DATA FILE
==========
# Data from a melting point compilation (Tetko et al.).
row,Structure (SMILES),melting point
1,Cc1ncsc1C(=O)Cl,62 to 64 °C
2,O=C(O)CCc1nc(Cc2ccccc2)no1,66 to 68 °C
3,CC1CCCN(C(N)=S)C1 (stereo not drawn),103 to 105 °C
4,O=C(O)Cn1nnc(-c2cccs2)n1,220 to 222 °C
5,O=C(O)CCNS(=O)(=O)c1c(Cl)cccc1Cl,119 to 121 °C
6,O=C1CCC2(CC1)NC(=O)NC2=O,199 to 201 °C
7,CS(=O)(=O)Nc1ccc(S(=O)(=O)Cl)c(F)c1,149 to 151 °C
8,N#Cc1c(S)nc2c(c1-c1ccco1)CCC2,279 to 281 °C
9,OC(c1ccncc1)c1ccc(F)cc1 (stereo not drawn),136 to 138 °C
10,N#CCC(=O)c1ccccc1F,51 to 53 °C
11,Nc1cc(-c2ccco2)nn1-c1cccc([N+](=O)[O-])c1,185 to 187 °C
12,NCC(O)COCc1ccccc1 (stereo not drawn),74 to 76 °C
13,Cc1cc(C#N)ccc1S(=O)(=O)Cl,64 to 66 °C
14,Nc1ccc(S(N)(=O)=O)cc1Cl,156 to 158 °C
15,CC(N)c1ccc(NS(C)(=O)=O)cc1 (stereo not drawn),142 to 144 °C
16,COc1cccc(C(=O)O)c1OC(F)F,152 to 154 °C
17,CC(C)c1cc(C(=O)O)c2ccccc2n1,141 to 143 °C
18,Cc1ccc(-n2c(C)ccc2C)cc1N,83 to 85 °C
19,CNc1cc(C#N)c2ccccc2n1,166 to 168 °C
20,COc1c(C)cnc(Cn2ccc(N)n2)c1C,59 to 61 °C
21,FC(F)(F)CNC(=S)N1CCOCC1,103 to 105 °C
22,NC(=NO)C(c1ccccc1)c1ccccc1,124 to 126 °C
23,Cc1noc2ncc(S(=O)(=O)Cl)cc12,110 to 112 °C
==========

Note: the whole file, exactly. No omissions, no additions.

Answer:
# Data from a melting point compilation (Tetko et al.).
row,Structure (SMILES),melting point
1,Cc1ncsc1C(=O)Cl,62 to 64 °C
2,O=C(O)CCc1nc(Cc2ccccc2)no1,66 to 68 °C
3,CC1CCCN(C(N)=S)C1 (stereo not drawn),103 to 105 °C
4,O=C(O)Cn1nnc(-c2cccs2)n1,220 to 222 °C
5,O=C(O)CCNS(=O)(=O)c1c(Cl)cccc1Cl,119 to 121 °C
6,O=C1CCC2(CC1)NC(=O)NC2=O,199 to 201 °C
7,CS(=O)(=O)Nc1ccc(S(=O)(=O)Cl)c(F)c1,149 to 151 °C
8,N#Cc1c(S)nc2c(c1-c1ccco1)CCC2,279 to 281 °C
9,OC(c1ccncc1)c1ccc(F)cc1 (stereo not drawn),136 to 138 °C
10,N#CCC(=O)c1ccccc1F,51 to 53 °C
11,Nc1cc(-c2ccco2)nn1-c1cccc([N+](=O)[O-])c1,185 to 187 °C
12,NCC(O)COCc1ccccc1 (stereo not drawn),74 to 76 °C
13,Cc1cc(C#N)ccc1S(=O)(=O)Cl,64 to 66 °C
14,Nc1ccc(S(N)(=O)=O)cc1Cl,156 to 158 °C
15,CC(N)c1ccc(NS(C)(=O)=O)cc1 (stereo not drawn),142 to 144 °C
16,COc1cccc(C(=O)O)c1OC(F)F,152 to 154 °C
17,CC(C)c1cc(C(=O)O)c2ccccc2n1,141 to 143 °C
18,Cc1ccc(-n2c(C)ccc2C)cc1N,83 to 85 °C
19,CNc1cc(C#N)c2ccccc2n1,166 to 168 °C
20,COc1c(C)cnc(Cn2ccc(N)n2)c1C,59 to 61 °C
21,FC(F)(F)CNC(=S)N1CCOCC1,103 to 105 °C
22,NC(=NO)C(c1ccccc1)c1ccccc1,124 to 126 °C
23,Cc1noc2ncc(S(=O)(=O)Cl)cc12,110 to 112 °C